The CSO Program is a major water quality improvement program being led by the City of Omaha Public Works Department. It will improve water quality in our local rivers and streams by capturing or treating 85% of the average annual combined sewage volume through a series of projects. Before beginning implementation of the CSO Program, about 3.7 billion gallons of raw sewage mixed with stormwater overflowed into the Missouri River and the Papillion Creek in an average year. Through the CSO Program, the City will dramatically reduce the volume of overflows and meet regulatory requirements. It is funded by all ratepayers who use the City's regional wastewater collection and treatment system.
The Program Management Team's job is to save money for City ratepayers and do what is best for the community as we meet the objectives and requirements of the Clean Water Act.
The City is working to ensure that the CSO Program goals (Control Projects) outlined in the Long Term Control Plan are constructed and operational by October 2037, in accordance with the Consent Order between the City and the Nebraska Department of Environment and Energy.
Specific CSO Program goals include Regulatory Compliance, Economic Affordability and Community Acceptance.
The City of Omaha Public Works Department operates a regional wastewater collection and treatment system serving a population of over 700,000 residents and over 12,000 commercial and industrial customers throughout the metro area, including service to Bennington, Bellevue, LaVista, Gretna, Papillion, Carter Lake, Iowa, and other areas of Douglas and Sarpy County. Customers in these areas make up the ratepayer base that funds operations, maintenance, and ongoing improvements necessary to provide safe and effective collection and treatment of wastewater for Omaha and the surrounding area.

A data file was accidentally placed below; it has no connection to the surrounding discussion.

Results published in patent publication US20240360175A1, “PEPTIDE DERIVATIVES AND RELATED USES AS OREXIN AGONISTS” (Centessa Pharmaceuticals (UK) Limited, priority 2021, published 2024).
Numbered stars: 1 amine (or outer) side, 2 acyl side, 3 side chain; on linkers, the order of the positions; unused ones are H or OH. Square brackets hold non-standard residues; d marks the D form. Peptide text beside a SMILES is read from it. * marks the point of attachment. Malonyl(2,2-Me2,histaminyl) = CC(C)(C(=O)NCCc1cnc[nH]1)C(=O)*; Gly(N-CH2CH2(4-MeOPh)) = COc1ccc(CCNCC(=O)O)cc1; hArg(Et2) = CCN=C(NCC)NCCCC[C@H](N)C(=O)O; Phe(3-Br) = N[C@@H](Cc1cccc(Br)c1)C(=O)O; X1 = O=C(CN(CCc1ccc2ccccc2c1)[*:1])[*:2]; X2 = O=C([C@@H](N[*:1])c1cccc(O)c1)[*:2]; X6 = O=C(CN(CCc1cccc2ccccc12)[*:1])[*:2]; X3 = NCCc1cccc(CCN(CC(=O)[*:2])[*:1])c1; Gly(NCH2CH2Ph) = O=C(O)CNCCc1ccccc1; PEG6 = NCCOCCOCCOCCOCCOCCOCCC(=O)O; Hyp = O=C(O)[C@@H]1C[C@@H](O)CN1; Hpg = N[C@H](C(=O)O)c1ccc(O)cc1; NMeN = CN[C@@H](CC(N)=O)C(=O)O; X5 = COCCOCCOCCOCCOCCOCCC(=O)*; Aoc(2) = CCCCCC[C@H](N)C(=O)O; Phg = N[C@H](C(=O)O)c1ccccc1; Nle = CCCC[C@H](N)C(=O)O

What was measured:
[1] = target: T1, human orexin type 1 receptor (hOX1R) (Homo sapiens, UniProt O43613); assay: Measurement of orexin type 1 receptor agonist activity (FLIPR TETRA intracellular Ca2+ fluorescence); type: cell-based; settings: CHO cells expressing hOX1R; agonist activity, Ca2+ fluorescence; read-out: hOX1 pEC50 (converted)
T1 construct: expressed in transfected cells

The combined sewer area in the City of Omaha is just one element of the overall regional wastewater collection system, along with the Missouri River Water Resource Recovery Facility, Papillion Creek Water Resource Recovery Facility, and the separate sanitary sewer collection system.
The CSO Program an unfunded federal mandate to reduce raw sewage overflows to the Missouri River, Papillion Creek and other local streams. The Program provides extensive system improvements with implementation costs of approximately $2 billion in escalated dollars, through its completion in 2037.
The CSO Program is funded by sewer use fees payed for by ratepayers we serve. Additionally, other funding resources have included several grants from the Nebraska Environmental Trust (NET) and the Nebraska Department of Natural Resources (NDNR).
The NDNR, through the Water Sustainability Fund Grant, has awarded a total of $6,892,611 to the CSO Program since 2016. This award is provided to the City on an annual basis and includes approximately 10 percent of the appropriated funds statewide. It is anticipated that this award will continue annually through Program completion. Funding provided by sewer use fees and any grants help offset and keep those rates low.
Financing for the Program has included low interest loans issued through the State Revolving Fund (SRF) Loan program from the Nebraska Department of Environment and Energy (NDEE). Additional, project-specific financing has been made available from the Water Infrastructure Finance and Innovation Act (WIFIA) low-interest loan program.
The sewer use fee rate structure necessary to fund wastewater collection and treatment is reviewed periodically, at four or five-year intervals. The current rate ordinance, approved in 2018, established sewer rates for 2019 through 2023. A constant focus on cost controls, along with favorable financial conditions, has allowed the City to avoid a projected nine percent annual rate increase. The established, current annual rate increase is 5.25 percent.